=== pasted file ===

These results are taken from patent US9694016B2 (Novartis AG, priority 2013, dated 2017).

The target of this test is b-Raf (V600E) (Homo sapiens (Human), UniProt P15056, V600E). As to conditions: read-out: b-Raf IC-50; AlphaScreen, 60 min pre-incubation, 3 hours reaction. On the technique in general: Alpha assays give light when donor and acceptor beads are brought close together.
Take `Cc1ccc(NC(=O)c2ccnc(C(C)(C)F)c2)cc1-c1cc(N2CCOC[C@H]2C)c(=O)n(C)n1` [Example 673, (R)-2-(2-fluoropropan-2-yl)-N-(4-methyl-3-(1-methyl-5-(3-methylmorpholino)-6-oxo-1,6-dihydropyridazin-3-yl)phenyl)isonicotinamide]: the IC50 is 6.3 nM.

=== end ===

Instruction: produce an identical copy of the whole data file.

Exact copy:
These results are taken from patent US9694016B2 (Novartis AG, priority 2013, dated 2017).

The target of this test is b-Raf (V600E) (Homo sapiens (Human), UniProt P15056, V600E). As to conditions: read-out: b-Raf IC-50; AlphaScreen, 60 min pre-incubation, 3 hours reaction. On the technique in general: Alpha assays give light when donor and acceptor beads are brought close together.
Take `Cc1ccc(NC(=O)c2ccnc(C(C)(C)F)c2)cc1-c1cc(N2CCOC[C@H]2C)c(=O)n(C)n1` [Example 673, (R)-2-(2-fluoropropan-2-yl)-N-(4-methyl-3-(1-methyl-5-(3-methylmorpholino)-6-oxo-1,6-dihydropyridazin-3-yl)phenyl)isonicotinamide]: the IC50 is 6.3 nM.